Gold Retreats, Copper Climbs as Post-Brexit Markets Stabilize

  • Equities, pound gain on speculation of more policy action
  • Copper futures touch the highest in seven weeks in New York

Gold fell back and copper soared as global markets stabilized on speculation that policy makers will do more to curb the post-Brexit fallout.

Bullion fell after its biggest two-day surge in seven years as European and U.S. equities and the pound climbed for the first time since the U.K. voted to leave the European Union. Concern that an exit will disrupt the global economic recovery had caused market turmoil and boosted gold by 5.4 percent in just two days as investors sought a haven.

“We have stock markets all around the world consolidating and rebounding from the panic selling, so we’ll be getting into stocks and a little out of gold based on fear of the Brexit just about ending,” James Cordier, the founder of Optionsellers.com in Tampa, Florida, said by phone. “By the end of the week, Brexit will have been digested and gold will probably settle around this level.”

Gold for immediate delivery slid 0.7 percent to $1,315.34 an ounce at 2:15 p.m. in New York, according to Bloomberg generic pricing. Prices have climbed 24 percent this year.

Copper Climbs

Copper advanced to the highest in seven weeks after Chinese Premier Li Keqiang said the nation would act to ensure stability, while Japanese stocks rose on optimism over the possibility of further stimulus. Fed funds futures show there is higher probability the Federal Reserve will cut rather than raise U.S. interest rates this year. Aluminum, zinc, nickel, lead and tin also gained on the London Metal Exchange as the dollar fell.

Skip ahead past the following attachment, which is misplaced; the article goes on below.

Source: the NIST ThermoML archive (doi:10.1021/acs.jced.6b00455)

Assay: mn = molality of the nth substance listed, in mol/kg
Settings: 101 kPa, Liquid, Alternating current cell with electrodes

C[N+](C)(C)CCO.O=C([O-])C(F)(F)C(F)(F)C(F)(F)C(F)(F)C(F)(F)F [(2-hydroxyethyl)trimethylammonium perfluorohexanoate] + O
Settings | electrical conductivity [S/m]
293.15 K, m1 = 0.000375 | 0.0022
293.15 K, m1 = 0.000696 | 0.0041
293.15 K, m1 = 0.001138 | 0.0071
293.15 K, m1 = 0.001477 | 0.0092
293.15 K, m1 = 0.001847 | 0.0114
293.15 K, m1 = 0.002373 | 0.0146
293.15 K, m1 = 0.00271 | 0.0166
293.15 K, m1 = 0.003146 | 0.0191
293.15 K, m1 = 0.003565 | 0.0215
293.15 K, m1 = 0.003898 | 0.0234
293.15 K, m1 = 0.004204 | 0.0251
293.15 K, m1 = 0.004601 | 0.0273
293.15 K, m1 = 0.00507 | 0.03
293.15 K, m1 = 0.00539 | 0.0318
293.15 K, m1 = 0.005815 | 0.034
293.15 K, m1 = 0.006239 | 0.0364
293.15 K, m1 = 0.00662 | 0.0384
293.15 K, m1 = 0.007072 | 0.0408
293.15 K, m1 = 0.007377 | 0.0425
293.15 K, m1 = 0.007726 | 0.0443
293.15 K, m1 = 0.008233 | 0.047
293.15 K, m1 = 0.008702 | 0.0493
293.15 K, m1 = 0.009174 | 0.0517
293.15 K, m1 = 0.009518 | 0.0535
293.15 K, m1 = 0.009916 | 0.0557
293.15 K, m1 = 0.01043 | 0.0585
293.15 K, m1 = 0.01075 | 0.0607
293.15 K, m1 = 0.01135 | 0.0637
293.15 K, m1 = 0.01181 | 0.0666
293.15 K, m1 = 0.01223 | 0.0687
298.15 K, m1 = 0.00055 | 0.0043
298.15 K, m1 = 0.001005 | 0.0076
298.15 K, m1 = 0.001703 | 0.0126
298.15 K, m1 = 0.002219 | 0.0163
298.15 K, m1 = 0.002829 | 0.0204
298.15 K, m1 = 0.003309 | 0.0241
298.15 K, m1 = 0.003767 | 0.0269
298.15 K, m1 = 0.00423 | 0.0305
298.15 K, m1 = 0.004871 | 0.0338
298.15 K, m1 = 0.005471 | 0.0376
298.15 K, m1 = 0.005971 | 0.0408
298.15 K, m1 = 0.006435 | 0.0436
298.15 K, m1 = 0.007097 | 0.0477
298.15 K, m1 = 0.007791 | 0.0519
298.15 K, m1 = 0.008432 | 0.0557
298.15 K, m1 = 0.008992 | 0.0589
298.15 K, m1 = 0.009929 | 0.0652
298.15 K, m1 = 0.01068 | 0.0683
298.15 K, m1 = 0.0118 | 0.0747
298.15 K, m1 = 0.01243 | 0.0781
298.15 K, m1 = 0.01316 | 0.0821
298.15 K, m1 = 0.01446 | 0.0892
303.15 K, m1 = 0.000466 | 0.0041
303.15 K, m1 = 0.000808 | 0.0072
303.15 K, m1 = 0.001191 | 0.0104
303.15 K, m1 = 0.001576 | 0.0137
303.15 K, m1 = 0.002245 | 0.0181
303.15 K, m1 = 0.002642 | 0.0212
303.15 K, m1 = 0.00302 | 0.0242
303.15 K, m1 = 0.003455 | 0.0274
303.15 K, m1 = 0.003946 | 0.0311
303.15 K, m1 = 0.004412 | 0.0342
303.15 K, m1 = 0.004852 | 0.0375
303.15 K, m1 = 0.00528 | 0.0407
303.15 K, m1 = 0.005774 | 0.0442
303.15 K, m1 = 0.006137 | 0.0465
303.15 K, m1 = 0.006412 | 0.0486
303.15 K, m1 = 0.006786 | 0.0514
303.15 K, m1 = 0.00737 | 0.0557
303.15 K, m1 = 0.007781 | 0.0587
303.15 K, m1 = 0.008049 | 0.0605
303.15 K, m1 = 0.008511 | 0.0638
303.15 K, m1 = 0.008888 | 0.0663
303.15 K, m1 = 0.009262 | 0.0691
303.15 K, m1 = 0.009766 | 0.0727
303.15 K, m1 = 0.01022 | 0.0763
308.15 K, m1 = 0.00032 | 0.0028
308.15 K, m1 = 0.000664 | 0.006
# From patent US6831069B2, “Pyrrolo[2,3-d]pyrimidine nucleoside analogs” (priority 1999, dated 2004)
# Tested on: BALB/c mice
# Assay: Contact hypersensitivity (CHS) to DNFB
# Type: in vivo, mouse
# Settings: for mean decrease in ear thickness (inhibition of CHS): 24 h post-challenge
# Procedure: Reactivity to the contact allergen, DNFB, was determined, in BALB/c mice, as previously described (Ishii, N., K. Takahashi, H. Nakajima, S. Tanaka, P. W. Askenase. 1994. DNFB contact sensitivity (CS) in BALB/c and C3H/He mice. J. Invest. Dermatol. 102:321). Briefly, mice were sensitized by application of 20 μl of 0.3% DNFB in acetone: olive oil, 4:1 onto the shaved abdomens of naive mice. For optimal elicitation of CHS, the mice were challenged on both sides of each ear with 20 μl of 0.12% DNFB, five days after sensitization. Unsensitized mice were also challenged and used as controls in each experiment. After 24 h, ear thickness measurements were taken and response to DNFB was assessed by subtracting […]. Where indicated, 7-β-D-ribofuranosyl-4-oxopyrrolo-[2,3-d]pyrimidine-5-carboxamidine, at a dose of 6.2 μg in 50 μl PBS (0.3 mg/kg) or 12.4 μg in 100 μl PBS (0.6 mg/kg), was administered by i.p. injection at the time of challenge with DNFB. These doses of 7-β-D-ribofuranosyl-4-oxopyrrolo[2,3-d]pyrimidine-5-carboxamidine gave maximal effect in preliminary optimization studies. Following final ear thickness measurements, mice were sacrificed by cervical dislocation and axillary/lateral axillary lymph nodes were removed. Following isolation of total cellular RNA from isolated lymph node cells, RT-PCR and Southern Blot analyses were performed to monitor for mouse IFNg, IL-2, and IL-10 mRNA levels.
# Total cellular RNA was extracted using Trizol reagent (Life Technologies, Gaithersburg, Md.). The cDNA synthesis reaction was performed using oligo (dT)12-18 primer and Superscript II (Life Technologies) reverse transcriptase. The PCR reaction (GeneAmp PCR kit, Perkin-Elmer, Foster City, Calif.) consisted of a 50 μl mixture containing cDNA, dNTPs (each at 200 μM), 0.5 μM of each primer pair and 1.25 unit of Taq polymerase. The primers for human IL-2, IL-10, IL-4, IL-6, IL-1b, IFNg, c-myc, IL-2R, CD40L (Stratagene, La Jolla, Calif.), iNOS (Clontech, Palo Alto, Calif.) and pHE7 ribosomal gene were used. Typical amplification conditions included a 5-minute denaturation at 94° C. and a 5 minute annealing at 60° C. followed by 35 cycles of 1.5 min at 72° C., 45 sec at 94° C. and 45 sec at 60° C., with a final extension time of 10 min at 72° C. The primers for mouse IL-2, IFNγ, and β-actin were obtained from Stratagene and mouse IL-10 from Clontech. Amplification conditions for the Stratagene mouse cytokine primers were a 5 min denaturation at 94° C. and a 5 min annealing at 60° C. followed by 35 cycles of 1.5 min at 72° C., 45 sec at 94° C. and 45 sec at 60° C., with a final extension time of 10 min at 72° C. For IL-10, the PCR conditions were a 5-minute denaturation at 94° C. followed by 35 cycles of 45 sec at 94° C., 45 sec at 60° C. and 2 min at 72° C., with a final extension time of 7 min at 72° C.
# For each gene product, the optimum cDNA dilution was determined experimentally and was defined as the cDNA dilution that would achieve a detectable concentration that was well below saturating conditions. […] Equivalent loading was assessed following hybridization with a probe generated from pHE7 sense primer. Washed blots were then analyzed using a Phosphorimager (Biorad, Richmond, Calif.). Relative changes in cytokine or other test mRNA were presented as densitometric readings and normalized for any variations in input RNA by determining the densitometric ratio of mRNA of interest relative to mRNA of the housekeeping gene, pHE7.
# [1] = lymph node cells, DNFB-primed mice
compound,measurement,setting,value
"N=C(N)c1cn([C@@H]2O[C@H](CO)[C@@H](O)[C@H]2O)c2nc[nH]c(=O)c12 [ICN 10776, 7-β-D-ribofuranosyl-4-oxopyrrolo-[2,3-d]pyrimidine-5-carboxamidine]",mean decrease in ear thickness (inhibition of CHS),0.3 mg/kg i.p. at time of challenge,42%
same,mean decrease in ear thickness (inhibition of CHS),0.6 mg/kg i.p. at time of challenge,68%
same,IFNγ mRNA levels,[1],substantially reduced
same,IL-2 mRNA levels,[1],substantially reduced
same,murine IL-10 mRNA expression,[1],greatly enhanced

“England won’t account for much drama with base metals: China consumes 50 percent to 70 percent of the six main base metals we follow, and no one else can move the needle,” Ed Meir, an analyst at INTL FCStone Inc. in New York, said by phone. “We’re set up for a good rally now that the dollar is weaker again.”

Copper for delivery in three months climbed 2.3 percent to $4,818 a metric ton ($2.19 a pound) on the LME, the seventh gain in eight sessions. Earlier, the metal touched $4,830, the highest since May 5.

Also helping metals prices was a report showing the U.S. economy expanded more than previously projected in the first quarter.

In other metals news:

  • Copper futures for September delivery gained 2.4 percent to settle at $2.1755 a pound on the Comex in New York.
  • Gold futures for August delivery dropped 0.5 percent to $1,317.90 an ounce, while silver futures for September delivery gained 0.6 percent to settle at $17.889 an ounce.
  • Gold assets in exchange-traded funds rose 12.6 metric tons to 1,934.7 tons as of Monday, the highest since September 2013, data compiled by Bloomberg show.
  • On the New York Mercantile Exchange, platinum was little changed and palladium rose.
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